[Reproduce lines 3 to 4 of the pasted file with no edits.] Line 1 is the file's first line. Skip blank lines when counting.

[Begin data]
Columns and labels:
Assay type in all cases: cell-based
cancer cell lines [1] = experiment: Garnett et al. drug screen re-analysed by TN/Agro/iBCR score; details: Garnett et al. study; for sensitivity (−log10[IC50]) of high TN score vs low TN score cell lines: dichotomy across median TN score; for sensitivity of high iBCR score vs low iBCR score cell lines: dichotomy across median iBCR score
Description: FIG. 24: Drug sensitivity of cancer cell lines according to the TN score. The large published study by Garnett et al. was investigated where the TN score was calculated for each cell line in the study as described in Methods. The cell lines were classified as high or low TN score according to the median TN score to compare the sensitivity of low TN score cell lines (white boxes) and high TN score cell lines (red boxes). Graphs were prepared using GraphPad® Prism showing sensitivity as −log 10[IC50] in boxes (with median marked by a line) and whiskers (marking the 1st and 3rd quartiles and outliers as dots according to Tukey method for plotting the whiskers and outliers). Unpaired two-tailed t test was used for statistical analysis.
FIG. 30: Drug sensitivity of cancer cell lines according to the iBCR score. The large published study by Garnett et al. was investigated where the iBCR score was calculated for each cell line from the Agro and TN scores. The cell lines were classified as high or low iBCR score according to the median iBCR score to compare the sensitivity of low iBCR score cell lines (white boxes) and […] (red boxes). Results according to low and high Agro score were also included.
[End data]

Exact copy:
cancer cell lines [1] = experiment: Garnett et al. drug screen re-analysed by TN/Agro/iBCR score; details: Garnett et al. study; for sensitivity (−log10[IC50]) of high TN score vs low TN score cell lines: dichotomy across median TN score; for sensitivity of high iBCR score vs low iBCR score cell lines: dichotomy across median iBCR score
Description: FIG. 24: Drug sensitivity of cancer cell lines according to the TN score. The large published study by Garnett et al. was investigated where the TN score was calculated for each cell line in the study as described in Methods. The cell lines were classified as high or low TN score according to the median TN score to compare the sensitivity of low TN score cell lines (white boxes) and high TN score cell lines (red boxes). Graphs were prepared using GraphPad® Prism showing sensitivity as −log 10[IC50] in boxes (with median marked by a line) and whiskers (marking the 1st and 3rd quartiles and outliers as dots according to Tukey method for plotting the whiskers and outliers). Unpaired two-tailed t test was used for statistical analysis.